Some plans charge a fee for virtual options that cost more than in-person care.
4. Quality scores are more important than the network
Fourth on our list is to stay in network. It is their recommendation that with health plans, your health insurance company partners with select providers to lower the costs of care. If you go elsewhere (out of network), you will not have these discounts. Again, all true but the concept of in-network vs out of network is largely outdated. When PPOs first came around and the negotiations were taking place, this was something to be aware of. Today, almost every doctor is in every network because they don’t want to be left out. Also, when you have a high performing health plan, they will treat any out-of-network doctor as in-network because the carrier has the flexibility to adjust as needed. The focus really needs to be on what does the procedure cost that I am scheduled to have and what are the quality scores for the doctor and facility that is performing my medical event. It doesn’t make a lot of sense to see an in-network doctor for a knee replacement that has only done a handful of them and charges $200,000 at a facility that is known for high reinfection rates.
5. Have a patient advocate in your plan
Number five states that we need to plan and budget our care. They suggest that at the beginning of the year, we think about potential upcoming healthcare costs we may have and then review our health plan coverages and budget accordingly. I absolutely agree that to be a good consumer of healthcare you need to have a plan. But how does one know what they are preparing for when it comes to an upcoming medical event. Who has that much time to figure out all the moving parts? What if you had an advocate that could help navigate that process with you? What if they were the ones that walked you through all your options? If you are left to do all the research and homework yourself, that is going to be a laborious task that may still produce very little value at the end of the day.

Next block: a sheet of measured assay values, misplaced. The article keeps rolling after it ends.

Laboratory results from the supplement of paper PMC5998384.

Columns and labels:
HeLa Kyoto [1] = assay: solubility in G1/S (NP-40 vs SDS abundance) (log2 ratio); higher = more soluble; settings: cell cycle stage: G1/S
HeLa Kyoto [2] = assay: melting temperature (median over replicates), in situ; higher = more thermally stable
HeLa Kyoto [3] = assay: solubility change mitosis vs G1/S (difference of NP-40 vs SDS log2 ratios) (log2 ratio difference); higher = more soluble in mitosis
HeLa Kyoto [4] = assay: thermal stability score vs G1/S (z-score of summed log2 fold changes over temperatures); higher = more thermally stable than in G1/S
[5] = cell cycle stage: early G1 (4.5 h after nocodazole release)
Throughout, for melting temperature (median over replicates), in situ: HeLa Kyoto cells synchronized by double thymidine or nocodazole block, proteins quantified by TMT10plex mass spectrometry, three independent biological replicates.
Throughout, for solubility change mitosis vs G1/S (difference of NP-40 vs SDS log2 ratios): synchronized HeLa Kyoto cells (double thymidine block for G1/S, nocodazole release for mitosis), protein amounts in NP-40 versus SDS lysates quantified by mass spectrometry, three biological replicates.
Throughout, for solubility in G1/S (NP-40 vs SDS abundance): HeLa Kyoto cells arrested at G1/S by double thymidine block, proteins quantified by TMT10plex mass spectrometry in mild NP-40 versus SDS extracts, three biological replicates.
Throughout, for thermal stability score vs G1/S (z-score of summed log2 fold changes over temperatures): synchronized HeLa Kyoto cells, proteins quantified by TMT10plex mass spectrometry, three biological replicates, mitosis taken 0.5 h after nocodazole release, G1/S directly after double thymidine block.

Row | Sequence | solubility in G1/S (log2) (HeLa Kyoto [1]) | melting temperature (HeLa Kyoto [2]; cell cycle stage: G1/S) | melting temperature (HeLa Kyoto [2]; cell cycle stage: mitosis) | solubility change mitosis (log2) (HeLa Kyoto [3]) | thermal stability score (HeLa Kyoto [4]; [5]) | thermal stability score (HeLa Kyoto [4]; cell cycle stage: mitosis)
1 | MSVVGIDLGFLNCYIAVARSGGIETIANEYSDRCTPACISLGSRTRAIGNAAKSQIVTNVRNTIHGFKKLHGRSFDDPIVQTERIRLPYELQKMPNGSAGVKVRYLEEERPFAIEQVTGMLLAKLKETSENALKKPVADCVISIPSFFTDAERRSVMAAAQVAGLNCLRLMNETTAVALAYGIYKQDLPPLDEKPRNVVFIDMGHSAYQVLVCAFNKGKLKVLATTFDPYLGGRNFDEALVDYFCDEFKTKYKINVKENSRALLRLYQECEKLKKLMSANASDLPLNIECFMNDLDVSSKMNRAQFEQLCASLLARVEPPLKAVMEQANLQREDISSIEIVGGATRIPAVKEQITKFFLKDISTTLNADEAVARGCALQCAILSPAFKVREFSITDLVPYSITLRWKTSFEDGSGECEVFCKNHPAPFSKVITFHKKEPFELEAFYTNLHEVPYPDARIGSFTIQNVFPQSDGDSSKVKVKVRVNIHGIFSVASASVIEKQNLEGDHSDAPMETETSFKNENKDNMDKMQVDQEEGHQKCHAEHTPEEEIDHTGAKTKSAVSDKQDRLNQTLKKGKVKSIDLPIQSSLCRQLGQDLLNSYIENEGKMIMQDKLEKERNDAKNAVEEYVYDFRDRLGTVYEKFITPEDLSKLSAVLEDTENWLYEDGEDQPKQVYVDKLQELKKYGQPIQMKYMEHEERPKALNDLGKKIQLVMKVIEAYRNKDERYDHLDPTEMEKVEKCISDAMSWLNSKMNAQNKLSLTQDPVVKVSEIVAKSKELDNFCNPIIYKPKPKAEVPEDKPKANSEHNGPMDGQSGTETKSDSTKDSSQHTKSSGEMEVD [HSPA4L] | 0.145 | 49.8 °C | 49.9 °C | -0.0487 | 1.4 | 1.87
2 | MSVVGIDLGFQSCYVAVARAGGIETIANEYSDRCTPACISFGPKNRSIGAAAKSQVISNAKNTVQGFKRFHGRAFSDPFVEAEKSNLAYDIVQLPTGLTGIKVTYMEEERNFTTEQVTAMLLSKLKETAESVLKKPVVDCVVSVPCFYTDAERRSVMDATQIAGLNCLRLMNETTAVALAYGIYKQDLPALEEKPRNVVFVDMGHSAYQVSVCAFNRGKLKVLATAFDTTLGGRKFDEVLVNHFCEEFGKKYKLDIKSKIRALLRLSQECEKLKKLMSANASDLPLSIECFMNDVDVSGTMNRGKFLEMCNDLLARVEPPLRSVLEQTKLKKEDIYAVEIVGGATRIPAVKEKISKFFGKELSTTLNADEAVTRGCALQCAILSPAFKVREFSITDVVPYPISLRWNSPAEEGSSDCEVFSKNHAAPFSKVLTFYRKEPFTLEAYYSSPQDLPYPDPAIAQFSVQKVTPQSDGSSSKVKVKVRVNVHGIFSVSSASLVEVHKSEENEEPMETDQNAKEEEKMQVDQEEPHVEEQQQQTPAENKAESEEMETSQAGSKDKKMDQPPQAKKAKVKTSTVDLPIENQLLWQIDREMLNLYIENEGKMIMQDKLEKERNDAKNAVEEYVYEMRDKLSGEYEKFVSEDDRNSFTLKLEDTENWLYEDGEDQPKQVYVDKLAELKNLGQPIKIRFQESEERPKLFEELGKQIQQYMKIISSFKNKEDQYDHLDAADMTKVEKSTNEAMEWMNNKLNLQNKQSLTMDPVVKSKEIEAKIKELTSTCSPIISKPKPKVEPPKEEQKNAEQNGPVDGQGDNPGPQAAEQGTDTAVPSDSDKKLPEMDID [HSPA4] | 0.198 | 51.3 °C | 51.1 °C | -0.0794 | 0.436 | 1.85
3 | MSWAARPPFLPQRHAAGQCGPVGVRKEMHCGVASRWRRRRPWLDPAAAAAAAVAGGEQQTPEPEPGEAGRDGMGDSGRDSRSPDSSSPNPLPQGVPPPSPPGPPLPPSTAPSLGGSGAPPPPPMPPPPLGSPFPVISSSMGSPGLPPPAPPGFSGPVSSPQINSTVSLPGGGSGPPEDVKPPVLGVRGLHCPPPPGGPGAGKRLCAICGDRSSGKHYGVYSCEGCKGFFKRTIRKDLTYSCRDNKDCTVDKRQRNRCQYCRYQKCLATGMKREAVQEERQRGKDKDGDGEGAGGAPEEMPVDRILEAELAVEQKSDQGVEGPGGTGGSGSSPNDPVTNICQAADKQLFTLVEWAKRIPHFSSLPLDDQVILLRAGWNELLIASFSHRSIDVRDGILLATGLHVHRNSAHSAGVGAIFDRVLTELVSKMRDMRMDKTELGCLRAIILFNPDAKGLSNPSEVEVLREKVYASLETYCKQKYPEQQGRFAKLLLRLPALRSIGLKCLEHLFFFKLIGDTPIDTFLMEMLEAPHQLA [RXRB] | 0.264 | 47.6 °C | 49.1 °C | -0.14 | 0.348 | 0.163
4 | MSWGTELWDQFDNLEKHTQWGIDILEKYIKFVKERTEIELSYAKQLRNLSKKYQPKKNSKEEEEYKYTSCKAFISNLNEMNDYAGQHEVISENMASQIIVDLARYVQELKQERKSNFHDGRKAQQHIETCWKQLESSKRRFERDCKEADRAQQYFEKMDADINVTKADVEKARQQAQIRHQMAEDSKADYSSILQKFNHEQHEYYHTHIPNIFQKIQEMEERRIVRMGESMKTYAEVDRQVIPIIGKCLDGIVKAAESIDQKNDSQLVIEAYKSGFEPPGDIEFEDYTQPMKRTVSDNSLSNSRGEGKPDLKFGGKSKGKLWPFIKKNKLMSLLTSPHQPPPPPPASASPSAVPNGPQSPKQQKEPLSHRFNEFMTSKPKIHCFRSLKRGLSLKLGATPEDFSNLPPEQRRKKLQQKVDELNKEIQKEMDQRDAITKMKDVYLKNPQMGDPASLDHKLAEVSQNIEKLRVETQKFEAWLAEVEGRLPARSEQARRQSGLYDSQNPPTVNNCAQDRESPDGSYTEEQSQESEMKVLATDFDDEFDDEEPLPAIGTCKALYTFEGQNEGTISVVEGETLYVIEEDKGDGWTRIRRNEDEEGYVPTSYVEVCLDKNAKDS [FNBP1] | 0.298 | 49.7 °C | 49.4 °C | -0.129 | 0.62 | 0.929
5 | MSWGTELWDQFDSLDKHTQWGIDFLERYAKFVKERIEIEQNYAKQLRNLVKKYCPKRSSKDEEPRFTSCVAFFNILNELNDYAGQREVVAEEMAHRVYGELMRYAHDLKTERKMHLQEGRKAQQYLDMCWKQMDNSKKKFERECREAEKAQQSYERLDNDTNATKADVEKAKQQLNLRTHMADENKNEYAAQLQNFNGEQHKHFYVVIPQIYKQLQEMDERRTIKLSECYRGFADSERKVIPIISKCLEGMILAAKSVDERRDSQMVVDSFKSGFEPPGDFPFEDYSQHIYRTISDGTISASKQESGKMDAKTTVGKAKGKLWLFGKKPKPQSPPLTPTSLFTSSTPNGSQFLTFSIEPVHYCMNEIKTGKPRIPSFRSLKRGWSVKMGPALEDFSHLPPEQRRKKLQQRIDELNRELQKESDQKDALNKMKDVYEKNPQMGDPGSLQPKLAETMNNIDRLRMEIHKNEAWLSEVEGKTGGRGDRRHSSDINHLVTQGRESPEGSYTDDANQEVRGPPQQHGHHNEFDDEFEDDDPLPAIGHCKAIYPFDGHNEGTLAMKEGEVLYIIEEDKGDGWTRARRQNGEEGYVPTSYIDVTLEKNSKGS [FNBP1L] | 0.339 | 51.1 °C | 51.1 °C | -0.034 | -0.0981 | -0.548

6. Get a second opinion
Lastly, our article says to ask questions. It advises that when visiting your doctor, don’t be afraid to ask questions. If you require care, ask them if there are comparable procedures or services that are more affordable while still being effective. Questions are good, but the right questions are better. Most people would shy away from a medical procedure they felt was second best, but don't feel comfortable asking for a second opinion. However, studies show 88% of people that seek a a second opinion walk out with a new or refined diagnosis.
88% of people that seek a second opinion walk away with a new or refined diagnosis.
What if you were able to gain a second opinion from a board-certified specialist in the area that is specific to your medical event? If you were diagnosed with cancer or a significant heart condition, you want to be sure that the diagnosis is correct, and the right treatment plan is going to be implemented. There is no room for cutting corners.
At the end of the day, there are many companies that are utilizing very creative and cost-effective strategies to not only change the trajectory of their employer sponsored plan, but who also set their employees up to be the very best consumers of healthcare. Unfortunately, there are lot of people that are continuing to subscribe to outdated and less relevant aspects to our current healthcare model.
If you are a company that provides insurance for your valued employees and if you are an employee that relies on the options that your employer sets up, you owe it to everyone involved to be sure that the right conversation is taking place because what you don’t know can have significant consequences.